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Ceasefire? Peacetalks? The bombing continues in Yemen and Syria

10 Nov 2016

An escalation in fighting in Yemen in the past weeks, culminating in a deadly air raid on a funeral ceremony on 8 October has brought renewed efforts to open the door to peace talks. And while Britain is planning to put a draft resolution to the UN Security Council demanding an immediate ceasefire, the reality for the Yemeni population is continuing violence and terror.

  • 2.4 million people internally displaced in Yemen
  • 19 killed in Saudi airstrike on Abs hospital; MSF forced to partially withdraw services
  • An estimated 250,000 living under siege in East Aleppo, Syria

"Before an airstrike, there is a whistling noise. The reaction is automatic: find shelter…. Bombs are being dropped in Yemen on a regular basis and this is how everyone lives."

Celine Langlois
Celine Langlois
Emergency Medical Coordinator

In Syria, the three month siege of east Aleppo and the relentless bombing over the past month, are taking a deadly toll on the estimated 250,000 people trapped in the besieged area. There are only 35 doctors remaining and seven hospitals still functioning, according to the Directorate of Health. A temporary ceasefire was announced by the Syrian and Russian forces on 20 October, but no civilians were evacuated given the poor security situation. Fighting has resumed, leaving the population with dwindling supplies and little access to health care. Since the beginning of the siege in July, hospitals have been hit 26 times, and not a single hospital has survived the bombing intact during this period.

In Yemen, Taiz has seen some of the fiercest fighting since the escalation of the conflict began 18 months ago, with shelling, airstrikes, bomb blasts, landmine explosions and sniper fire happening every day. Fighting and shelling takes place in densely populated parts of the city. None of the warring parties appear to be making an effort to prevent casualties among civilians. In Taiz alone, MSF has treated more than 10,000 war-wounded cases since July last year, 934 were in August 2016 alone. The patients MSF sees there suffer mainly from injuries due to airstrikes, bomb blasts, shelling, gunshots, snipers and, more recently, landmines. Fifty to sixty per cent of the patients that MSF treats in Taiz are civilians.

Hospitals are no longer places of safety; the WHO reports that escalation of the conflict in Yemen has resulted in the damage and destruction of over 99 health facilities. MSF, whose teams struggle on a daily basis to ensure the respect of health facilities by all combatants, has had patients and staff bombed in its facilities four times this year. Five people were killed and 10 injured at Shiara Hospital in Northern Yemen when it was hit by a projectile on 10 January this year. Nine people were wounded at an MSF health facility in Taiz on 3 December 2015 when it was hit by the SLC. Haydan hospital was destroyed by an airstrike by the SLC on 26 October 2015.

MSF systematically shares the GPS coordinates of its medical facilities to all parties in any conflict.  In Yemen this included the Saudi-led coalition. On 27 May, the Saudi government issued a statement asserting that coalition forces “have fully complied with international humanitarian law and international human rights law in their military operations.” The statement noted that, “where claims about targeting of civilians [or] civilian facilities…are made, investigations are conducted by a separate and distinct investigation team established at Coalition Air Force [headquarters].”   However, only very limited details of any investigations have been shared with MSF. Furthermore, on 15 August, Abs hospital in Hajjah governorate north western Yemen, pictured above, was destroyed by a Saudi airstrike that killed 19 people and injured 24. The blast immediately killed nine people, including an MSF staff member. MSF has released reports documenting in detail the events surrounding the Taiz and Abs bombings and the security measures taken to protect the neutrality of these facilities.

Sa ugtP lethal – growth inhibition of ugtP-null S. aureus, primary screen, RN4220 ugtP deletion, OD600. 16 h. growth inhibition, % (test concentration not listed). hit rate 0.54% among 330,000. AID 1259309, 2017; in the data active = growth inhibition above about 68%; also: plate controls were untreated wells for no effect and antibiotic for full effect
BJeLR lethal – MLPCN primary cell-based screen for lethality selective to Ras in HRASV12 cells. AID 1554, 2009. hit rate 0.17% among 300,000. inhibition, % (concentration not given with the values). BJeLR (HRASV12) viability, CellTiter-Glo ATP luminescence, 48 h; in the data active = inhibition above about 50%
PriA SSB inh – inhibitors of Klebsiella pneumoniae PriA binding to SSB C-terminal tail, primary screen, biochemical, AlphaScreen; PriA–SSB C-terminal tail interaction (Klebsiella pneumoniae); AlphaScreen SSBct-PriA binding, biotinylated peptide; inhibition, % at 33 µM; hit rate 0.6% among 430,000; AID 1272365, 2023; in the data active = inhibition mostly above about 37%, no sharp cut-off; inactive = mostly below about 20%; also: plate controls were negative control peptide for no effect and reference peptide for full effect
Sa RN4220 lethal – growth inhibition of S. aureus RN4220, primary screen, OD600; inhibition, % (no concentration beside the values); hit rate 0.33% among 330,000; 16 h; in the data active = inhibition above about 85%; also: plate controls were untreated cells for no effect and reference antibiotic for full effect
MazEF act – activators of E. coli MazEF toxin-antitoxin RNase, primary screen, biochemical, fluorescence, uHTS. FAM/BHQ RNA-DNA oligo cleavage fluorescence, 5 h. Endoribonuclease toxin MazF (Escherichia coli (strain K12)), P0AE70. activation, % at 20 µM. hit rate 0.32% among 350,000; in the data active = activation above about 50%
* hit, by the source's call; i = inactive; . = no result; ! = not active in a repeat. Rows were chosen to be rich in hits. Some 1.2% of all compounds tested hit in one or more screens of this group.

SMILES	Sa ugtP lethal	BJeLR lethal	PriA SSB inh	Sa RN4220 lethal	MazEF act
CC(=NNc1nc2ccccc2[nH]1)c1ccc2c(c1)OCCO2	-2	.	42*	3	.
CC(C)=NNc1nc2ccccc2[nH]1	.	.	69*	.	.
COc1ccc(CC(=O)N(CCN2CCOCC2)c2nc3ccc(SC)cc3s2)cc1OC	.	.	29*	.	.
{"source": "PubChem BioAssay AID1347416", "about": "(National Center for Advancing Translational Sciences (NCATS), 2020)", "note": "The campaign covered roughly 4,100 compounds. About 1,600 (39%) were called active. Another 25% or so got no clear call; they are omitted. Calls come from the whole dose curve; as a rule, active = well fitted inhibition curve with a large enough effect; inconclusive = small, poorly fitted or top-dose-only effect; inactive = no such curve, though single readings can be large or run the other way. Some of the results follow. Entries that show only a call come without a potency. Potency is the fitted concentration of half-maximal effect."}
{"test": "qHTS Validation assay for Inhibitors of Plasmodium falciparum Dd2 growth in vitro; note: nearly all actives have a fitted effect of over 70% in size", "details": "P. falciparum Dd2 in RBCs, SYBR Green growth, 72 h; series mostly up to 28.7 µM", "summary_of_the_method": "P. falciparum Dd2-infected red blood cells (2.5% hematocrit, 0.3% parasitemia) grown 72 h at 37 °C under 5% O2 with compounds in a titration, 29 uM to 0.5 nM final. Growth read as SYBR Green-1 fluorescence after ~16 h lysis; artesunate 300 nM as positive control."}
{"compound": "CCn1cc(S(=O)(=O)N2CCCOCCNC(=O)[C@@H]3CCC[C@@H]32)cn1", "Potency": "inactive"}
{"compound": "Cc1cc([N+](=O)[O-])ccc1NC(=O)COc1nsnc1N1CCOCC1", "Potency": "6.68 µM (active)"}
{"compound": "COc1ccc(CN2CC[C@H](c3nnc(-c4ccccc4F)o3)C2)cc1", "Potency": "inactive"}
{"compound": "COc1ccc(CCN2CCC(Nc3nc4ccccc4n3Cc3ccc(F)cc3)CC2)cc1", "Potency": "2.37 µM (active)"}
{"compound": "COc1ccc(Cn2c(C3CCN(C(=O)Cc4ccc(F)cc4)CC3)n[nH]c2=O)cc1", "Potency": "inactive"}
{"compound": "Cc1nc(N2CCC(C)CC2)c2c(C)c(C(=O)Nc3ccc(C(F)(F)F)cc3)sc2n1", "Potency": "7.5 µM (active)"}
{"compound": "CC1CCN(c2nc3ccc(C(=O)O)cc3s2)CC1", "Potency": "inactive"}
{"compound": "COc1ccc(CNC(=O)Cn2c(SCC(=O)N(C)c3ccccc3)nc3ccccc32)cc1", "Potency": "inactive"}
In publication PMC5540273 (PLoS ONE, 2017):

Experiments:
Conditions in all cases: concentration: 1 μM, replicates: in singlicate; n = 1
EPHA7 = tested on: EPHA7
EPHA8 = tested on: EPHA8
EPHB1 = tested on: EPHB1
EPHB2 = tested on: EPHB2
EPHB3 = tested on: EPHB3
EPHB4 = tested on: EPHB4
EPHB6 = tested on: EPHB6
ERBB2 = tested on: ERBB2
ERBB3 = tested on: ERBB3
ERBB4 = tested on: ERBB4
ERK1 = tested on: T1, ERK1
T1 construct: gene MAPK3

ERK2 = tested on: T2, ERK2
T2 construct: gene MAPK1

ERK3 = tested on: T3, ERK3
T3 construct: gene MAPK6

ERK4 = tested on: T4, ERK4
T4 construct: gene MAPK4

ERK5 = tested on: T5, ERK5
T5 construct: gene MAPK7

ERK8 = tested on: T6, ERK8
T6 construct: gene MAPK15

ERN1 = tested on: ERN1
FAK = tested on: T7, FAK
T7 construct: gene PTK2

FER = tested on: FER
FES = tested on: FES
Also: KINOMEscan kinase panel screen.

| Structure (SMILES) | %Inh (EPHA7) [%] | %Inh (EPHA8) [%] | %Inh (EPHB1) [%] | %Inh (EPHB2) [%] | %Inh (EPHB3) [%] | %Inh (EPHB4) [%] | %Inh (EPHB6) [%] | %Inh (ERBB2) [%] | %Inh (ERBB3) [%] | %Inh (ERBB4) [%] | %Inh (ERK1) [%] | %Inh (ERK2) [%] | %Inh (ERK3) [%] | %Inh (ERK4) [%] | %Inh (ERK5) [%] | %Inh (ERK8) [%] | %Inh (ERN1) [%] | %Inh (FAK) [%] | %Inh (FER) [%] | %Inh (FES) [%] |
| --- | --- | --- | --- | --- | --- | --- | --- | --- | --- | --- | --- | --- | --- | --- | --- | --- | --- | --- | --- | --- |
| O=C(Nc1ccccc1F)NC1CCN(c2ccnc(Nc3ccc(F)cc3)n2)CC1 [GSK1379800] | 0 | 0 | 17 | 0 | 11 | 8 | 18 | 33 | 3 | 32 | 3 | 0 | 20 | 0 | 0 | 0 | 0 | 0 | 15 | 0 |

The lack of credible reassurances of security for medical staff and facilities has forced MSF to withdraw services from six hospitals in northern Yemen, services which are desperately needed by an increasingly vulnerable population. It is now estimated that 80 per cent of Yemen’s population of 26 million require some form of assistance.

In East Aleppo in Syria, four hospitals and one of the remaining 11 ambulances in the city were hit on 14 October, leaving at least two doctors injured and one ambulance driver dead. At least 62 people died and 467 people, including 98 children were wounded between 11–14 October. Medical organisations in Aleppo report that ‘double tap’ strikes now occur on a regular basis, where war planes return to the site of an attack a second time, just as rescue teams reach the area. MSF continues to support the eight hospitals in east Aleppo, but the security situation means that there is no way of evacuating the seriously sick and wounded and no way in for the essential medical supplies that are so desperately needed.

The prospects for peace in both Syria and Yemen are clearly mired in the quicksand of regional and global power struggles and realpolitik. Humanitarian champions must not allow this to prevent real gains in humanitarian access and protection even whilst war rages on. It is during war that humanitarian norms are truly tested and when the defenders of humanitarian standards must step up.

For more information on the recent attacks on hospitals see #NotATarget.